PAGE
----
Wolfenstein: Youngblood has microtransactions

Bethesda folds another big franchise into its monetized online strategy.

3 minutes & 6 seconds read time

A bit ago in my previous Wolfenstein: Youngblood article, I highlighted some concerns about the mention of skins and emotes. Those are key words that usually mean online microtransactions...and now we have official confirmation. Yes, the new co-op Wolfenstein game will be monetized.

Wolfenstein: Youngblood has microtransactions | TweakTown.com

On Youngblood's FAQ page, Machine Games confirmed Wolfenstein: Youngblood will have optional cosmetic microtransactions. The game will have an online digital storefront that sells emotes and skins to decorate Blazkowicz' twin daughters, hinting that Youngblood isn't just a linear shooter but more of a framework for long-term online gametypes. The trade-off here is that future content should be totally free.

Will there be microtransactions?

Yes, but for cosmetic items only. Most in-game store offerings will also be available for purchase via currency earned through gameplay.

Will Wolfenstein: Youngblood contain lootboxes?

Wolfenstein: Youngblood's in-game store will not contain lootboxes.

Wolfenstein: Youngblood is primarily built as an online co-op game, and as such, Bethesda is keen on eking out some extra cash along the way. Youngblood will have online co-op matchmaking and allow gamers to play with friends or random players. Any time this sort of thing happens alongside a cheaper SKU, it usually means the publisher aims to recoup their money from engagement tactics like microtransactions.

Remember Youngblood only costs $30, and the deluxe edition is $40. The deluxe edition has a pass that lets friends play along with game owners for free, which is a unique way to get users into the mix without having to spend money. It's a sample, a trial that hopes to win players over and it'll probably work.

All in all, Youngblood mirrors Ubisoft's goals with Far Cry New Dawn: creating a game with a centered storyline and online multiplayer engagement spending opportunities, all wrapped in a key franchise.

Bethesda's latest tactics with Youngblood follow a new focus on long-term revenues via online monetization. Fallout 76, which brought a distinct single-player only game to the online world with tons of cosmetic spending hooks, was the most drastic experiment in this new strategy. Then we have The Elder Scrolls Blades, a huge Skyrim-esque mobile game with tons of loot chests and premium currencies to buy.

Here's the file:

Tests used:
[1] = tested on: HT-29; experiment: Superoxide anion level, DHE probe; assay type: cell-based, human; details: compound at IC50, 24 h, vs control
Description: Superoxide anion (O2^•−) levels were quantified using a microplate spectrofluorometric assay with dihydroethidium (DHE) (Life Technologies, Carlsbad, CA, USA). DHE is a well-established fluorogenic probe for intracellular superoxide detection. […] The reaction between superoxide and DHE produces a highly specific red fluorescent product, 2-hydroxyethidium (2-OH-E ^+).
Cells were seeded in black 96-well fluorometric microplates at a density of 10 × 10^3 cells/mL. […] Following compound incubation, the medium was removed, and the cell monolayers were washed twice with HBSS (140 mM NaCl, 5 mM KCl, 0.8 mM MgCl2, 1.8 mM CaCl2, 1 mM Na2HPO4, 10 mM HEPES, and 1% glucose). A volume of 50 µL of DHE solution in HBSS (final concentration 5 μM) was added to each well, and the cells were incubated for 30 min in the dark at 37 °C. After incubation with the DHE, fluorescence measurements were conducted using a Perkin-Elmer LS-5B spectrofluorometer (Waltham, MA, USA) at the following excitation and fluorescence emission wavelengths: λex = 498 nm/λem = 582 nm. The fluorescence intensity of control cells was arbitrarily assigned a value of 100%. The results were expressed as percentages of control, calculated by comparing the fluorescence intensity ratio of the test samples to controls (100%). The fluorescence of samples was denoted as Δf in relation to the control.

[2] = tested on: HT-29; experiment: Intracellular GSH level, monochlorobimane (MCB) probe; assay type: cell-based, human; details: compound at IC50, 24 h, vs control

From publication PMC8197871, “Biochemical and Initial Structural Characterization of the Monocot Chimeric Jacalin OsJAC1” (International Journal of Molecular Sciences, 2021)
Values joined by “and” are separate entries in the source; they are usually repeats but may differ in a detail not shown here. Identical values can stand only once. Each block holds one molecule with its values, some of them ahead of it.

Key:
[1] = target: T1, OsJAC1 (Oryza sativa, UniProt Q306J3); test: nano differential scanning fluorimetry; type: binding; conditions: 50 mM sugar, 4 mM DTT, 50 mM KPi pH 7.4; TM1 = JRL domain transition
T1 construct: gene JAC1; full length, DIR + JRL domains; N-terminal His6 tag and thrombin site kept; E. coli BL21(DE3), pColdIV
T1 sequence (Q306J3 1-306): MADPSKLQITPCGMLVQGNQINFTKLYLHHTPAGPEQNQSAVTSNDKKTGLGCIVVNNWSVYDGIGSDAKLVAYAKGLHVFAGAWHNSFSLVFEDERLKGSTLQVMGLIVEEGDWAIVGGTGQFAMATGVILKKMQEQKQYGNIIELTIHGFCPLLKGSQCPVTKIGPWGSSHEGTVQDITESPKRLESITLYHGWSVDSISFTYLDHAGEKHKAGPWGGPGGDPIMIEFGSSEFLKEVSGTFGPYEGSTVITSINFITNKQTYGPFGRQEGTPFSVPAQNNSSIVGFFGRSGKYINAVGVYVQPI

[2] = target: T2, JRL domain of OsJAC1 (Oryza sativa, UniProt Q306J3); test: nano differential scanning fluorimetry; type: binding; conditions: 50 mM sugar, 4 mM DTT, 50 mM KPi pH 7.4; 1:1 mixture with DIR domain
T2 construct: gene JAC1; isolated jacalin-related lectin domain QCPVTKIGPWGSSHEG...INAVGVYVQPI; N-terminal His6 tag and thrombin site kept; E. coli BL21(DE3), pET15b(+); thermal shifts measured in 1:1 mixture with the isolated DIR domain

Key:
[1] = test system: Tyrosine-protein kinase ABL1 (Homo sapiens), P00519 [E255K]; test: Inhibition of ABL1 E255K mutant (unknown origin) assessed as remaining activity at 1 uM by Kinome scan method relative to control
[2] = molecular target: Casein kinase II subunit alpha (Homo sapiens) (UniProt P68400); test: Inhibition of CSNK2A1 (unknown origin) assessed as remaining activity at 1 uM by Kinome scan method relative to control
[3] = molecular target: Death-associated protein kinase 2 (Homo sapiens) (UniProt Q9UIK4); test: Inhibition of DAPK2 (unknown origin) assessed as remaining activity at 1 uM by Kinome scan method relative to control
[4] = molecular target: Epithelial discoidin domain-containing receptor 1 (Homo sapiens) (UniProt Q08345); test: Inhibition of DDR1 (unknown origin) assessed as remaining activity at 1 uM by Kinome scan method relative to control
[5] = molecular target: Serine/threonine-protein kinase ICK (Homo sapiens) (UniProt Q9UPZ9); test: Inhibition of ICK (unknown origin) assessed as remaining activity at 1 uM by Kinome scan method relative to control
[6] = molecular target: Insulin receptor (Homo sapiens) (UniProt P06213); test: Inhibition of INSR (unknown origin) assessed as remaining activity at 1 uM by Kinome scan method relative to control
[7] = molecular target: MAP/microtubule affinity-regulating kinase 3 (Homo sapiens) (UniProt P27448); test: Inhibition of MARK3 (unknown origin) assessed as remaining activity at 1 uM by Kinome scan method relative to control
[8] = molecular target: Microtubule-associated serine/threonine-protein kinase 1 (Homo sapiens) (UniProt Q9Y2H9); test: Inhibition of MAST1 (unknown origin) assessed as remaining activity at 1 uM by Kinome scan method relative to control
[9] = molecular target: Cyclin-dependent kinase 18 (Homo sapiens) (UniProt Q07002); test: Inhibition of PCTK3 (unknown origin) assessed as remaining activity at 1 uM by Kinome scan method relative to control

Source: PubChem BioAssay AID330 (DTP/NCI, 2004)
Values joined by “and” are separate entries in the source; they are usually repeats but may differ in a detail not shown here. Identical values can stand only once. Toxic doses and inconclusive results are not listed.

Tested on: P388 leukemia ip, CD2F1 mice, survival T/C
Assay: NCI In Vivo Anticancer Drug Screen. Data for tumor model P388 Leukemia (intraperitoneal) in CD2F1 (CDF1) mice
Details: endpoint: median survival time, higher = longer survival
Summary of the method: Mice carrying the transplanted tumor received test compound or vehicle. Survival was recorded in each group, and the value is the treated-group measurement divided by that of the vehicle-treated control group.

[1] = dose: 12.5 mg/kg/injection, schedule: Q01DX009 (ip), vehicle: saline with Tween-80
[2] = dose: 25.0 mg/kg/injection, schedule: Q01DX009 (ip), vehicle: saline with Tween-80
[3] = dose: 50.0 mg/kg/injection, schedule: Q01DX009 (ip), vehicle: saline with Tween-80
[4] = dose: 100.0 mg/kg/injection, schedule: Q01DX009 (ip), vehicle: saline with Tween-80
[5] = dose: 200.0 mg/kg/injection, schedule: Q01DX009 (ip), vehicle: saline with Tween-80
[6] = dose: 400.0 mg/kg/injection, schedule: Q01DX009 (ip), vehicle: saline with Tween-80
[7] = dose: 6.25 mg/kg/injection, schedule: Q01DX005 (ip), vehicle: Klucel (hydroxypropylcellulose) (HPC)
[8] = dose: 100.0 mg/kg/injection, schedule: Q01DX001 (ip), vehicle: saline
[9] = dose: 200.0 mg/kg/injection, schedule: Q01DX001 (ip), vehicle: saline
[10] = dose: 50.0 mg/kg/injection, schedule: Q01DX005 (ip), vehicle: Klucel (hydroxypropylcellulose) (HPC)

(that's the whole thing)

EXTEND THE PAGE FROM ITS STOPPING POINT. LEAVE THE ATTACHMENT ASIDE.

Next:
I wouldn't be surprised if Bethesda follows Ubisoft even more and includes live services in all of its games. Doom Eternal could have some sort of monetization, ditto with RAGE 2 (actually the devs have confirmed this already, but it may only be DLC).

Wolfenstein: Youngblood releases July 26, 2019 on PS4, Xbox One, Switch and PC.

Here's a list of core game features:

  • Murder, They Wrote: Team up with a friend or play alone with an AI companion in the first modern co-op Wolfenstein adventure. Perform new tag team maneuvers, crank up the voltage with the devastatingly powerful new co-op weapon, the Tesla Gun, and show off your flair with skins and emotes.
  • Escape from Paris: Wolfenstein: Youngblood features the most open-ended Wolfenstein experience to date. From a new base of operations located deep in the heart of the Paris catacombs, plan how and when to attack and dismantle the Nazi regime.
  • Sweatin' to the 80s: The wonder years, these are not. Featuring harrowing takes on iconic Parisian landmarks to graffiti-tagged streets, leather-clad Nazis, and an all-new soundtrack inspired by the synth heavy tones of classic 80s action films.
  • Lock and Load: Wield the latest advancements in power armor tech, weaponry, and armor to stamp out Nazi scum. Level up, explore, and complete missions to unlock new abilities, weapon attachments, gadgets, cosmetics, and more to complement your playstyle.
NEWS SOURCE:bethesda.net

Derek joined the TweakTown team in 2015 and has since reviewed and played 1000s of hours of new games. Derek is absorbed with the intersection of technology and gaming, and is always looking forward to new advancements. With over six years in games journalism under his belt, Derek aims to further engage the gaming sector while taking a peek under the tech that powers it. He hopes to one day explore the stars in No Man's Sky with the magic of VR.

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